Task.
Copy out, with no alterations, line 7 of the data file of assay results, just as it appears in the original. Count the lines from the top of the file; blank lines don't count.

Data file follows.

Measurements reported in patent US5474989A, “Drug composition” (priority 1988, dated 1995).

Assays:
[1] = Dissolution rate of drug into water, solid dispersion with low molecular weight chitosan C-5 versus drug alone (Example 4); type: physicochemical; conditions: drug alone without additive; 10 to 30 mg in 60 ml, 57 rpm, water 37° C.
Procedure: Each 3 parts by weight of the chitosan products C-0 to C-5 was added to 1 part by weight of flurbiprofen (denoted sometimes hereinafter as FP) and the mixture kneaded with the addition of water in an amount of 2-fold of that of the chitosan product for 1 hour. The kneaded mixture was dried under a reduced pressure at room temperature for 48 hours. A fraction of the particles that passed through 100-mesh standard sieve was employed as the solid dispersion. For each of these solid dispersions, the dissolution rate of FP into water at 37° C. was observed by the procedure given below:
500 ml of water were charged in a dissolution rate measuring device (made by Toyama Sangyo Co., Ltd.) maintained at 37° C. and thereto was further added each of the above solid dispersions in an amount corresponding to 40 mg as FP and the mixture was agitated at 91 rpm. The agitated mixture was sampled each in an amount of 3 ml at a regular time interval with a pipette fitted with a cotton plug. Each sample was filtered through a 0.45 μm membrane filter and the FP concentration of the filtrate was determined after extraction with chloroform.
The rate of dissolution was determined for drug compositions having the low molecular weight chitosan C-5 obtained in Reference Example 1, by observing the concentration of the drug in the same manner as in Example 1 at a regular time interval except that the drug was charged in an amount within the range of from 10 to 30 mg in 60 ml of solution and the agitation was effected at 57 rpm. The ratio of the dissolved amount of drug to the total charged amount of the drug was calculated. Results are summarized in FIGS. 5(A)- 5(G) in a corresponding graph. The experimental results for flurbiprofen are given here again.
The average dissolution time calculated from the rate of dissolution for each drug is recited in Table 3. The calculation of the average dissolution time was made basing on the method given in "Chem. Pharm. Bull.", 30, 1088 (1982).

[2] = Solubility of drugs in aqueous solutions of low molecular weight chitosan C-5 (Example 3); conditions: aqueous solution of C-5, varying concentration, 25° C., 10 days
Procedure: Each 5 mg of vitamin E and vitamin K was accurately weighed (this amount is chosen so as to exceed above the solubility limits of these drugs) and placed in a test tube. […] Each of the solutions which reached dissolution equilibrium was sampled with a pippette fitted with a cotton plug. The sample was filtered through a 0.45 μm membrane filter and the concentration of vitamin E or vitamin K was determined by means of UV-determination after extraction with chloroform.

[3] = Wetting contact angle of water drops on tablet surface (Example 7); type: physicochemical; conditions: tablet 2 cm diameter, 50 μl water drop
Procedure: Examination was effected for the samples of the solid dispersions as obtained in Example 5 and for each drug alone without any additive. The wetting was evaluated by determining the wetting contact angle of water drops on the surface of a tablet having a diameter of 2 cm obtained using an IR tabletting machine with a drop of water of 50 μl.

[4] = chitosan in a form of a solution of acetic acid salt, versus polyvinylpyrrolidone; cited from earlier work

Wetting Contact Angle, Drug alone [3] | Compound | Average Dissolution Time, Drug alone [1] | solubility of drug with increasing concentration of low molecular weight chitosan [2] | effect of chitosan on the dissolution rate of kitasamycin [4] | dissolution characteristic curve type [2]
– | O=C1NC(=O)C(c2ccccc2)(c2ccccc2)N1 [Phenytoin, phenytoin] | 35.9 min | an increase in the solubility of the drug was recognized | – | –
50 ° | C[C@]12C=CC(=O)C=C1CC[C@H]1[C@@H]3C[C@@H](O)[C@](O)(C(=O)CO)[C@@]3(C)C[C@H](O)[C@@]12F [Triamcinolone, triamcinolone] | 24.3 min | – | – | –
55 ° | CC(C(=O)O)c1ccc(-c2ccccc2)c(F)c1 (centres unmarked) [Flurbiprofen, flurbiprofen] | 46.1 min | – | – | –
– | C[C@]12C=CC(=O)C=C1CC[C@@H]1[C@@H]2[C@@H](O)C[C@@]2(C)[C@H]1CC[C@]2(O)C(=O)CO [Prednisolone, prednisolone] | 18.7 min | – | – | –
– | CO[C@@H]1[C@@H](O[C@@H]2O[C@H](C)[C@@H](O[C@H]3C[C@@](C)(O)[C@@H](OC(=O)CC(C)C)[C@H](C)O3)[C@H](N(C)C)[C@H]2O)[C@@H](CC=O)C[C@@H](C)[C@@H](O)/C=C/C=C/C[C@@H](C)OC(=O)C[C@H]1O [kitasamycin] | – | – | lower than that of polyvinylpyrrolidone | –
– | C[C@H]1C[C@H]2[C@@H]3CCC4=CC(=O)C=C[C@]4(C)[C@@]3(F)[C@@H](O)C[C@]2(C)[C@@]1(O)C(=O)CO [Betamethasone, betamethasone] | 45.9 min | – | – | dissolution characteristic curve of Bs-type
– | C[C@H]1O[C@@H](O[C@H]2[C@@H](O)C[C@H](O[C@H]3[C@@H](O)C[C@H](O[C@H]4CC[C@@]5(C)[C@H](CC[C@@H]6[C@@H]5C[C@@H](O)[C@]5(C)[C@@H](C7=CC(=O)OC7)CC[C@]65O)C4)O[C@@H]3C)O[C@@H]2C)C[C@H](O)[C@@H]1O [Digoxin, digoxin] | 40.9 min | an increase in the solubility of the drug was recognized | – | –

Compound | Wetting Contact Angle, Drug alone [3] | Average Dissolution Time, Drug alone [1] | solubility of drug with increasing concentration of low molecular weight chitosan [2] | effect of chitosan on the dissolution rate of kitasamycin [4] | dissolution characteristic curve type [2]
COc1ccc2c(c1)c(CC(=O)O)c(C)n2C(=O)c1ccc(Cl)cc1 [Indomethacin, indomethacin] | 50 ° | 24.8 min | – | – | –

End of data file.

The average dissolution time calculated from the rate of dissolution for each drug is recited in Table 3. The calculation of the average dissolution time was made basing on the method given in "Chem. Pharm. Bull.", 30, 1088 (1982).